TalkBack / Guacamelee: Super Turbo Championship Edition (Switch) Review
« on: October 16, 2018, 06:35:26 AM »

Still well worth taking a dip.

Deep down, we all want to be luchadores, right? Masked identity, unbelievable high-flying moves, highly dramatized soap opera solemnity…what’s not to love? Mix in some Dia De Los Muertos cultural aesthetic and you’ve got Guacamelee from DrinkBox Studios. This Mexican metroidvania was first released in 2013, and it’s been an indie journeyman ever since. It has been worthy of its enduring popularity, so much so that you’ll be able to play the sequel, Guacamelee 2 on Switch as well in December.

Guacamelee is a standard tale of a means-well agave farmer attempting to save his love from undead forces bent on world domination (there are some excellent bad guys that I’d rather not spoil, but, in two words: Flame Face), and only in death does he find his true power. Ultimately, it doesn’t even matter because while most of the writing lands (some outdated jokes are duds), the real magic here lies in the platforming and battle mechanics.

As the story progresses, so too does your arsenal of abilities, and while enemies become more complex, new talents and powers surface to match them. Fortunately, it all stands the test of time. The animation and action still look and feel great and there’s a pure pleasure in racking up high combo scores while beating back onslaughts of boney brigades. In fact, the platforming is surprisingly forgiving. A few platforming challenges require some razor-sharp timing, but the majority of falls (everything except lava) allow for a quick warp back to where you originally leaped from instead of instant death. So, would-be headaches are greatly limited and certain struggles become far more easy to overcome due to the friendly system. Couple this with a near constant ability to save at checkpoint shops littered all across the world and the entire adventure winds up being nicely structured and paced.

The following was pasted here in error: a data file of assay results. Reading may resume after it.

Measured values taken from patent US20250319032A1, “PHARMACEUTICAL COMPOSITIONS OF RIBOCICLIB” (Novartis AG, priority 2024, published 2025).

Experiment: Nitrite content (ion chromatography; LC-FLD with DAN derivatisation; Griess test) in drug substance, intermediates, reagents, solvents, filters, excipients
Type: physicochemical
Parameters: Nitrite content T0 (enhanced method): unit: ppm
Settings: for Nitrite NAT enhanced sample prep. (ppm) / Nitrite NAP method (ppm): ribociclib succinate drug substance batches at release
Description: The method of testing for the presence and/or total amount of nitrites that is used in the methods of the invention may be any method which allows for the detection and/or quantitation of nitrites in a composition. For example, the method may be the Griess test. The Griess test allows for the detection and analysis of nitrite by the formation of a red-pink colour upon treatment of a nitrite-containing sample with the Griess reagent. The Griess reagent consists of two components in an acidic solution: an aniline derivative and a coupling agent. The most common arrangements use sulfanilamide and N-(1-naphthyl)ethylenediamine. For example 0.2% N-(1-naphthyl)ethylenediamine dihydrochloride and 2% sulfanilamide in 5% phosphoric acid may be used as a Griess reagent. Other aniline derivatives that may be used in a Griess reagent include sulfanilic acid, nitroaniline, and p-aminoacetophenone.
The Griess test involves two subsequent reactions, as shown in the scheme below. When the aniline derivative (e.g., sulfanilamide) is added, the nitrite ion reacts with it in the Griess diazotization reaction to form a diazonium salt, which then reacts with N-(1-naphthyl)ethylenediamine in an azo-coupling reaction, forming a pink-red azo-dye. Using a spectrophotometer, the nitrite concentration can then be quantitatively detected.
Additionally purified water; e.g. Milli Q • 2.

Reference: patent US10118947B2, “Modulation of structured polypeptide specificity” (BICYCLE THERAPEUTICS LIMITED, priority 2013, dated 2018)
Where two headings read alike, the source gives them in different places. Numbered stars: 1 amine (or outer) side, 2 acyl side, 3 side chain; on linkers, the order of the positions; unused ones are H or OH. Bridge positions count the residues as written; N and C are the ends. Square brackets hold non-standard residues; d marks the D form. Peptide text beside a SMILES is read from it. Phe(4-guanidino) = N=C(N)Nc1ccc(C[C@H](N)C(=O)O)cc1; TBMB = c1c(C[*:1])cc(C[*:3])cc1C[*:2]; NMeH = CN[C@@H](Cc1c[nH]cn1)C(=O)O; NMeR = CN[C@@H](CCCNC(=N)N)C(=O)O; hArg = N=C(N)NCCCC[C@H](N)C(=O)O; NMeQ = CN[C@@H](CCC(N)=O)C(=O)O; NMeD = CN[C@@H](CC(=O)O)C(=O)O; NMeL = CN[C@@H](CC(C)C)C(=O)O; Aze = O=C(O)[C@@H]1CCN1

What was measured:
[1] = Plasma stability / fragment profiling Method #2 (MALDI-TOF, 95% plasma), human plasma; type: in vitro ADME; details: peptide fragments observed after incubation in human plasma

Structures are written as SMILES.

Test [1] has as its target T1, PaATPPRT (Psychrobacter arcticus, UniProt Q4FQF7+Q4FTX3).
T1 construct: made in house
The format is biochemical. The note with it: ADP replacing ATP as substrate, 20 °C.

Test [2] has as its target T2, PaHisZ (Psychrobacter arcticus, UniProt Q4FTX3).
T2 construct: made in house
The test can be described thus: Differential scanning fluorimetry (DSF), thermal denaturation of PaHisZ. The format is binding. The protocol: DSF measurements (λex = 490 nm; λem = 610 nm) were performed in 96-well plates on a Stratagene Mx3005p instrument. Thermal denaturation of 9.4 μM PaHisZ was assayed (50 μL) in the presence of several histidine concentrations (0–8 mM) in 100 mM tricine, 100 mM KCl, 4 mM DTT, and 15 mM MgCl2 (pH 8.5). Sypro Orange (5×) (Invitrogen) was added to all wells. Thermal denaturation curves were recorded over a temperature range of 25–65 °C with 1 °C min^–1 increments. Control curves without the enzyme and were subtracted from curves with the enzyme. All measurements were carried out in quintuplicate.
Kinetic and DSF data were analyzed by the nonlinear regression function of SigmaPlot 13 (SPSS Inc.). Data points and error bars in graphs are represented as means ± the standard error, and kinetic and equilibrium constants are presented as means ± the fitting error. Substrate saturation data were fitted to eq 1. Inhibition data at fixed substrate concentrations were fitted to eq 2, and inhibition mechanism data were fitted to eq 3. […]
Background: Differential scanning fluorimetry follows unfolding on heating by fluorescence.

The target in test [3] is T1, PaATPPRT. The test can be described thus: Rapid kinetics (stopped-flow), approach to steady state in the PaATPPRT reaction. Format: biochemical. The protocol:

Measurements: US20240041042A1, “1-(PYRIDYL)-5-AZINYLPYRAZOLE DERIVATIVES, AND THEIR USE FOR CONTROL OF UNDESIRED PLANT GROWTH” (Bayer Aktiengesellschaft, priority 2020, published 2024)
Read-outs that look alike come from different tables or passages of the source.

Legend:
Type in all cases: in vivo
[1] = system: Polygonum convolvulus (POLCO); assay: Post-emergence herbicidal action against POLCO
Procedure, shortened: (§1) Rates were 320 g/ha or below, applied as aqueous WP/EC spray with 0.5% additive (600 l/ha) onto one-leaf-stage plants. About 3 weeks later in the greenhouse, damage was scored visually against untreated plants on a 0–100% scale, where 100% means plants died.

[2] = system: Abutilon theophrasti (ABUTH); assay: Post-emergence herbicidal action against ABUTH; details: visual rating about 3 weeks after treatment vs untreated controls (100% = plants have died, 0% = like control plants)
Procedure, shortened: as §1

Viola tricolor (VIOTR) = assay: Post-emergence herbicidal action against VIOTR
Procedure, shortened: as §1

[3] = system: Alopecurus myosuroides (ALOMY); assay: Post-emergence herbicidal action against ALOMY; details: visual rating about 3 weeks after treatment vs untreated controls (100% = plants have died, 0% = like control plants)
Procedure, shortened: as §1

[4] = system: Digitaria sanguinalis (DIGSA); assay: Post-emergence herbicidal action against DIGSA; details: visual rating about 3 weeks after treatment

This version is the “Super Turbo Championship Edition” so it contains a great deal of content right off the bat, so you can relish the opportunity to try on several different costumes if playing as the beefy luchador, Juan, isn’t quite your cup of tea. And, with the possibility of 4-player drop-in co-op, the varied costumes allow everyone to have their own specific likeness (not just alt-colored Juans running around). That being said, at its core, this is best-played solo and while the multiplayer aspect is a nice addition, I wouldn’t place its co-op element as a defining feature.